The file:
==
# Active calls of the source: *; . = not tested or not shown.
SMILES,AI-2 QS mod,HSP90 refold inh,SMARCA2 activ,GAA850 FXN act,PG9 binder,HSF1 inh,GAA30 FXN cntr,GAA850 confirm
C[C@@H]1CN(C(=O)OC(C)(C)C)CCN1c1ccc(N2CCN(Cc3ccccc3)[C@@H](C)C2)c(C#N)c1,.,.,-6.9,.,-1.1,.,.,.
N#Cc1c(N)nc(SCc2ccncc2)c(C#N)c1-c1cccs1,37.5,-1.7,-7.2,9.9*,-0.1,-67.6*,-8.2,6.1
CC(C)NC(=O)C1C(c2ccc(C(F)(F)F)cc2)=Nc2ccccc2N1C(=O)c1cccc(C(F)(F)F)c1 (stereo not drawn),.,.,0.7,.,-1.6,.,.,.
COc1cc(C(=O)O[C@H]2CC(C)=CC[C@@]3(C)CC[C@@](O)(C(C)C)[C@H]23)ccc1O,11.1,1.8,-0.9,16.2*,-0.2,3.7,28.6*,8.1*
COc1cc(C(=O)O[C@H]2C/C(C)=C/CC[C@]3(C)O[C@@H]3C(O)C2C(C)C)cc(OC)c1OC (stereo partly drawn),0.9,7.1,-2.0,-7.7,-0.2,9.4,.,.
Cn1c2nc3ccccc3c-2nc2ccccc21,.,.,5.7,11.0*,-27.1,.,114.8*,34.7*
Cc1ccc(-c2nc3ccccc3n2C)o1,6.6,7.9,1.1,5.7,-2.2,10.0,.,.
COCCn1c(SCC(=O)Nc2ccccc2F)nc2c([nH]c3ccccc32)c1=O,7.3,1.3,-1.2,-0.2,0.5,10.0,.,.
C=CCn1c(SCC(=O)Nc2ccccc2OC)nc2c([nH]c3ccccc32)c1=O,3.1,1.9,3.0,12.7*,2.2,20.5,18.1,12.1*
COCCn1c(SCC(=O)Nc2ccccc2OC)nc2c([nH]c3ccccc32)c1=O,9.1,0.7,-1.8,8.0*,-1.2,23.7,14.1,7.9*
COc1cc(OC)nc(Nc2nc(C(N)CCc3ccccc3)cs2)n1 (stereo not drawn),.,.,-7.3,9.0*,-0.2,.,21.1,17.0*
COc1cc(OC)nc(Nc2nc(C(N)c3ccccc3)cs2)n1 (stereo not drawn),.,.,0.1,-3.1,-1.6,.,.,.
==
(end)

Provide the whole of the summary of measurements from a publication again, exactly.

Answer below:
# Active calls of the source: *; . = not tested or not shown.
SMILES,AI-2 QS mod,HSP90 refold inh,SMARCA2 activ,GAA850 FXN act,PG9 binder,HSF1 inh,GAA30 FXN cntr,GAA850 confirm
C[C@@H]1CN(C(=O)OC(C)(C)C)CCN1c1ccc(N2CCN(Cc3ccccc3)[C@@H](C)C2)c(C#N)c1,.,.,-6.9,.,-1.1,.,.,.
N#Cc1c(N)nc(SCc2ccncc2)c(C#N)c1-c1cccs1,37.5,-1.7,-7.2,9.9*,-0.1,-67.6*,-8.2,6.1
CC(C)NC(=O)C1C(c2ccc(C(F)(F)F)cc2)=Nc2ccccc2N1C(=O)c1cccc(C(F)(F)F)c1 (stereo not drawn),.,.,0.7,.,-1.6,.,.,.
COc1cc(C(=O)O[C@H]2CC(C)=CC[C@@]3(C)CC[C@@](O)(C(C)C)[C@H]23)ccc1O,11.1,1.8,-0.9,16.2*,-0.2,3.7,28.6*,8.1*
COc1cc(C(=O)O[C@H]2C/C(C)=C/CC[C@]3(C)O[C@@H]3C(O)C2C(C)C)cc(OC)c1OC (stereo partly drawn),0.9,7.1,-2.0,-7.7,-0.2,9.4,.,.
Cn1c2nc3ccccc3c-2nc2ccccc21,.,.,5.7,11.0*,-27.1,.,114.8*,34.7*
Cc1ccc(-c2nc3ccccc3n2C)o1,6.6,7.9,1.1,5.7,-2.2,10.0,.,.
COCCn1c(SCC(=O)Nc2ccccc2F)nc2c([nH]c3ccccc32)c1=O,7.3,1.3,-1.2,-0.2,0.5,10.0,.,.
C=CCn1c(SCC(=O)Nc2ccccc2OC)nc2c([nH]c3ccccc32)c1=O,3.1,1.9,3.0,12.7*,2.2,20.5,18.1,12.1*
COCCn1c(SCC(=O)Nc2ccccc2OC)nc2c([nH]c3ccccc32)c1=O,9.1,0.7,-1.8,8.0*,-1.2,23.7,14.1,7.9*
COc1cc(OC)nc(Nc2nc(C(N)CCc3ccccc3)cs2)n1 (stereo not drawn),.,.,-7.3,9.0*,-0.2,.,21.1,17.0*
COc1cc(OC)nc(Nc2nc(C(N)c3ccccc3)cs2)n1 (stereo not drawn),.,.,0.1,-3.1,-1.6,.,.,.